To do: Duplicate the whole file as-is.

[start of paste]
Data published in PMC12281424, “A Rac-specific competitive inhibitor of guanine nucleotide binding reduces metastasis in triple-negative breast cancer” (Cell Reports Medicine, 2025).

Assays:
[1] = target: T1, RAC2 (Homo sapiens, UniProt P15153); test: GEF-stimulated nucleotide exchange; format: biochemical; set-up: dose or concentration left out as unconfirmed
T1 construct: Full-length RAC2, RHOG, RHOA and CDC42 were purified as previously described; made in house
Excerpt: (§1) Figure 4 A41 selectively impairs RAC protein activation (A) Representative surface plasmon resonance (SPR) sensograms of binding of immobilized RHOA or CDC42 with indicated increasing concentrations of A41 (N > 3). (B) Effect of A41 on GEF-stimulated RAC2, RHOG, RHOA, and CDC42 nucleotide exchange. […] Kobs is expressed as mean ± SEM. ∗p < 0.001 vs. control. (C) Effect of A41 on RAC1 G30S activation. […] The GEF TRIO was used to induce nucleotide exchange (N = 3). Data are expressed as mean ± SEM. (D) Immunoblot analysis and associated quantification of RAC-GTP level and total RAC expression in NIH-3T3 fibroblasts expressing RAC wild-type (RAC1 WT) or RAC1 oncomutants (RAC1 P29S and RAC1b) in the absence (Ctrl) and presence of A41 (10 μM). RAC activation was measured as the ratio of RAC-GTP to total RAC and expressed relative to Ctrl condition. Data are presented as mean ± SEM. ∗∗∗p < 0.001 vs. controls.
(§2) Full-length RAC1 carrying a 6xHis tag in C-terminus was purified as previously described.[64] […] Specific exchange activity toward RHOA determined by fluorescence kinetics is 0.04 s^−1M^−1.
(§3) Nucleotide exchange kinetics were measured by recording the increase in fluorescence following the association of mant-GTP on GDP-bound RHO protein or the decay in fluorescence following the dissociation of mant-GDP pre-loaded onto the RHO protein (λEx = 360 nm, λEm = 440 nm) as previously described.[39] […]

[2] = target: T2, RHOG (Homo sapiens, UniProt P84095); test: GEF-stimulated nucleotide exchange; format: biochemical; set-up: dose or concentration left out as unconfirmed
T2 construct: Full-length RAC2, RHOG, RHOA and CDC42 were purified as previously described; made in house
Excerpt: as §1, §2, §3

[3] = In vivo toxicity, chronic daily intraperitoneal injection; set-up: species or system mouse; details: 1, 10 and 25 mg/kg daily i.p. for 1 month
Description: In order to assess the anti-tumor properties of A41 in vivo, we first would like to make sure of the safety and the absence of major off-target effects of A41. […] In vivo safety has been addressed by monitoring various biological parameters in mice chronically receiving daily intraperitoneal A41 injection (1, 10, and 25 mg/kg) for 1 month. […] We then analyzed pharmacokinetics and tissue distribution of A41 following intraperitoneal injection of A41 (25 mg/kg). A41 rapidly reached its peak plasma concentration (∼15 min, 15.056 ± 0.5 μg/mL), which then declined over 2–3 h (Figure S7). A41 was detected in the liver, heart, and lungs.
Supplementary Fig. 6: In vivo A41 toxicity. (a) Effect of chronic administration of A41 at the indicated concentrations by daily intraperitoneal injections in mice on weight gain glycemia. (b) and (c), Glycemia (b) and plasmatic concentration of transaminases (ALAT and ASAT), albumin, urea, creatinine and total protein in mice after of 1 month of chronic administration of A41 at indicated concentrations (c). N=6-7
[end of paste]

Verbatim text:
Data published in PMC12281424, “A Rac-specific competitive inhibitor of guanine nucleotide binding reduces metastasis in triple-negative breast cancer” (Cell Reports Medicine, 2025).

Assays:
[1] = target: T1, RAC2 (Homo sapiens, UniProt P15153); test: GEF-stimulated nucleotide exchange; format: biochemical; set-up: dose or concentration left out as unconfirmed
T1 construct: Full-length RAC2, RHOG, RHOA and CDC42 were purified as previously described; made in house
Excerpt: (§1) Figure 4 A41 selectively impairs RAC protein activation (A) Representative surface plasmon resonance (SPR) sensograms of binding of immobilized RHOA or CDC42 with indicated increasing concentrations of A41 (N > 3). (B) Effect of A41 on GEF-stimulated RAC2, RHOG, RHOA, and CDC42 nucleotide exchange. […] Kobs is expressed as mean ± SEM. ∗p < 0.001 vs. control. (C) Effect of A41 on RAC1 G30S activation. […] The GEF TRIO was used to induce nucleotide exchange (N = 3). Data are expressed as mean ± SEM. (D) Immunoblot analysis and associated quantification of RAC-GTP level and total RAC expression in NIH-3T3 fibroblasts expressing RAC wild-type (RAC1 WT) or RAC1 oncomutants (RAC1 P29S and RAC1b) in the absence (Ctrl) and presence of A41 (10 μM). RAC activation was measured as the ratio of RAC-GTP to total RAC and expressed relative to Ctrl condition. Data are presented as mean ± SEM. ∗∗∗p < 0.001 vs. controls.
(§2) Full-length RAC1 carrying a 6xHis tag in C-terminus was purified as previously described.[64] […] Specific exchange activity toward RHOA determined by fluorescence kinetics is 0.04 s^−1M^−1.
(§3) Nucleotide exchange kinetics were measured by recording the increase in fluorescence following the association of mant-GTP on GDP-bound RHO protein or the decay in fluorescence following the dissociation of mant-GDP pre-loaded onto the RHO protein (λEx = 360 nm, λEm = 440 nm) as previously described.[39] […]

[2] = target: T2, RHOG (Homo sapiens, UniProt P84095); test: GEF-stimulated nucleotide exchange; format: biochemical; set-up: dose or concentration left out as unconfirmed
T2 construct: Full-length RAC2, RHOG, RHOA and CDC42 were purified as previously described; made in house
Excerpt: as §1, §2, §3

[3] = In vivo toxicity, chronic daily intraperitoneal injection; set-up: species or system mouse; details: 1, 10 and 25 mg/kg daily i.p. for 1 month
Description: In order to assess the anti-tumor properties of A41 in vivo, we first would like to make sure of the safety and the absence of major off-target effects of A41. […] In vivo safety has been addressed by monitoring various biological parameters in mice chronically receiving daily intraperitoneal A41 injection (1, 10, and 25 mg/kg) for 1 month. […] We then analyzed pharmacokinetics and tissue distribution of A41 following intraperitoneal injection of A41 (25 mg/kg). A41 rapidly reached its peak plasma concentration (∼15 min, 15.056 ± 0.5 μg/mL), which then declined over 2–3 h (Figure S7). A41 was detected in the liver, heart, and lungs.
Supplementary Fig. 6: In vivo A41 toxicity. (a) Effect of chronic administration of A41 at the indicated concentrations by daily intraperitoneal injections in mice on weight gain glycemia. (b) and (c), Glycemia (b) and plasmatic concentration of transaminases (ALAT and ASAT), albumin, urea, creatinine and total protein in mice after of 1 month of chronic administration of A41 at indicated concentrations (c). N=6-7